I read comments from some conspiracy theorists who cast doubt on Microsoft’s claim that some drivers were to blame for these issues. And Microsoft’s reluctance to name the affected drivers added fuel to the fire. But now the list is public, in that same KB article. If you would like to check your own driver installation manually, here’s the complete list of blocked drivers with version numbers (where two driver files are listed, the second is a 64-bit version):

Audio drivers

  • Realtek AC'97 (Alcxwdm.sys and Alcwdm64.sys - version 6.0.1.6242 or earlier)
  • SigmaTel (Sthda.sys and Sthda64.sys - version 5.10.5762.0 or earlier)
  • SigmaTel (Stwrt.sys Stwrt64.sys - version 6.10.5511.0 or earlier)
  • Creative Audigy (Ctaud2k.sys - version 6.0.1.1242 or earlier; P17.sys – all versions)
  • Conexant HD Audio (Chdart.sys and Chdart64.sys - version 4.32.0.0 or earlier)

Biometric (Fingerprint) Sensors

  • AuthenTec Fingerprint Sensor (Atswpdrv.sys – version 7.7.1.7 or earlier)
  • UPEK Fingerprint Sensor (Tcusb.sys driver file – version 1.9.2.99 or earlier)

Display drivers

  • Intel Display (Igdkmd32.sys and Igdkmd64.sys – versions between and including driver 7.14.10.1322 and 7.14.10.1403)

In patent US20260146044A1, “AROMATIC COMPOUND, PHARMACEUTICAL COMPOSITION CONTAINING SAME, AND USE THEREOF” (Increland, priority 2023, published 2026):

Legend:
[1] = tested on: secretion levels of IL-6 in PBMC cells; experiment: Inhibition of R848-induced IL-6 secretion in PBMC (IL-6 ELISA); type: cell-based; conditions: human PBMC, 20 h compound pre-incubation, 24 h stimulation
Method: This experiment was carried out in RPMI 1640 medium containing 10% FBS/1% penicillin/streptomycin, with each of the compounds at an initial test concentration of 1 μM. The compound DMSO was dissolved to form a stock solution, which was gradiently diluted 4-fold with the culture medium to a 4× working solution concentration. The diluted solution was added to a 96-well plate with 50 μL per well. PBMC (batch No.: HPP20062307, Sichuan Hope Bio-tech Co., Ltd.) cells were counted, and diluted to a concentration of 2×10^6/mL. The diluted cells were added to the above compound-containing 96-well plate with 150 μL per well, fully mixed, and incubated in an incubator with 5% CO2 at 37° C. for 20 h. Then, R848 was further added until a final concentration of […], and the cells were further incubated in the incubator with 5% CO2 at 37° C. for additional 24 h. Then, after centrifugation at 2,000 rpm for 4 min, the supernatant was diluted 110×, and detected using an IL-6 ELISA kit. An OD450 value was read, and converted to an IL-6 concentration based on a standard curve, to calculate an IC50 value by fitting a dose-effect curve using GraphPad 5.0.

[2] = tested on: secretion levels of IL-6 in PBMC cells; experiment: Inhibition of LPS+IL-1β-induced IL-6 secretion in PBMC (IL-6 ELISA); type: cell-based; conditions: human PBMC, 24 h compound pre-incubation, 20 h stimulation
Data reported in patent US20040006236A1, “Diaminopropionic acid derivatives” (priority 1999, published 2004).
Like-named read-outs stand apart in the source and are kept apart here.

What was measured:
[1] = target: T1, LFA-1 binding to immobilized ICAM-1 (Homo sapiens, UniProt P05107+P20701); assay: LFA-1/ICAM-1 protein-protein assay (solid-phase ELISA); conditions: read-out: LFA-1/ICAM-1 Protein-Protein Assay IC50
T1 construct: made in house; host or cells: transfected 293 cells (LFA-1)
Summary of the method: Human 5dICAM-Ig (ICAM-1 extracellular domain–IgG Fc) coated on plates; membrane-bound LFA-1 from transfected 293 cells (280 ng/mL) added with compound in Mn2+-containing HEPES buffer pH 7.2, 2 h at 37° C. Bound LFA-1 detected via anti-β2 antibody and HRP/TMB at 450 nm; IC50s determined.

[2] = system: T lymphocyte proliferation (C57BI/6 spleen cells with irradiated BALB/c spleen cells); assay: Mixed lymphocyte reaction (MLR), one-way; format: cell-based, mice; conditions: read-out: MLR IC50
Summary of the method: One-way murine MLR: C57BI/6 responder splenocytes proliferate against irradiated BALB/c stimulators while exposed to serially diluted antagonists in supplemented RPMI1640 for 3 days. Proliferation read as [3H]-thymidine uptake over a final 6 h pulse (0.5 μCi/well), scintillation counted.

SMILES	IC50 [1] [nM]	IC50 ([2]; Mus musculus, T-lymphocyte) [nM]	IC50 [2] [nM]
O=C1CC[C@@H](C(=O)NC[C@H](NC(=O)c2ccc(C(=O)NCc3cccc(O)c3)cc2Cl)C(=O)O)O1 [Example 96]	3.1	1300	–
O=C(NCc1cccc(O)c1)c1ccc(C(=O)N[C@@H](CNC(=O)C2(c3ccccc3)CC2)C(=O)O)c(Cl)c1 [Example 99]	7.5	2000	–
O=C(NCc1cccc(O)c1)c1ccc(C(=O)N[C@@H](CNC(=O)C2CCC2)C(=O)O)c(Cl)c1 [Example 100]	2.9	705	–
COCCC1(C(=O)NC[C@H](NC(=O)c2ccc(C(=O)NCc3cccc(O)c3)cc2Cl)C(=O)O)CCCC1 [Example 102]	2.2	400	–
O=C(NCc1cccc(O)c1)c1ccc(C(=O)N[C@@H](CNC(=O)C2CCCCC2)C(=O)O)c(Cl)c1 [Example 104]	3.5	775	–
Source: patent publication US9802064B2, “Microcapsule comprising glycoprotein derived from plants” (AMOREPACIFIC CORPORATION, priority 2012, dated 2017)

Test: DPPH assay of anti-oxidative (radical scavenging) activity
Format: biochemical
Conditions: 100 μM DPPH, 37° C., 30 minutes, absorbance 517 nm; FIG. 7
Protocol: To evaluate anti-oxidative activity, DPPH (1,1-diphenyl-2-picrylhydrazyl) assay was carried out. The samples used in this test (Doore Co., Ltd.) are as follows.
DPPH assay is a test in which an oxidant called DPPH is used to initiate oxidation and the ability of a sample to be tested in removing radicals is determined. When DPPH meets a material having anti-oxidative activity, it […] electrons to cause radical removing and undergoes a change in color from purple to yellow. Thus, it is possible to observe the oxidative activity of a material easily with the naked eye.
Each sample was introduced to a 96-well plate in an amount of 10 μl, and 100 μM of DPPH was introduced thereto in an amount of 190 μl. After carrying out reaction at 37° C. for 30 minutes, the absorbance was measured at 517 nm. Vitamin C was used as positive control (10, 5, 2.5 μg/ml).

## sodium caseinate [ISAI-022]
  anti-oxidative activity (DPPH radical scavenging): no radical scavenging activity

Other drivers

  • Texas Instruments Smart Card Controller (GTIPCI21.sys – version 1.0.1.19 or earlier)
  • Sierra Wireless AirCard 580 with the Watcher.exe application – version 3.4.0.9 or earlier
  • Symantec software driver for Symantec Endpoint Protection and for Symantec Network Access Control clients (Wgx.sys and Wgx64.sys – versions 11.0.1000.1091 or earlier)

According to Microsoft, tech support lines have been beefed up to handle issues related to SP1 beginning today. In a welcome change from the normal policy, you can call for free support on SP1–related issues even if you purchased an OEM copy of Windows Vista preinstalled on a new computer. E-mail, chat, and phone support are all available. Vista SP1 has its own dedicated support page (if you’re outside the U.S., you might need to start at support.microsoft.com and find the appropriate links for your country).

A standalone installer is now available for download as well. But beware: it's a 434 MB download, compared with the 65-70 MB you'll get through the custom installation available from Windows Update. Unless you're planning to update 5 or more computers, you'll have better luck with Windows Update.

If you’ve installed SP1, let me know how it went in the Talkback section below. I’m especially interested in hearing firsthand reports from anyone who uses the support options.

Topics: Software, Operating Systems

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Talkback

257 comments
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  • SP1

    I just installed the big SP1 and so far, no problems in the last 45 minutes.

    Instalation time appeared shorter than some of the Beta versions, but I could just be getting used to it.
    DKlippert
  • Vista SP1 Install

    Downloaded and installe dSP1 this AM. Everything went smooth (even though it took about an hour with 2 reboots). I can tell the system is a little snappier with the indicated quicker percieved file move and copy. All drivers still worked and there was not one adverse change.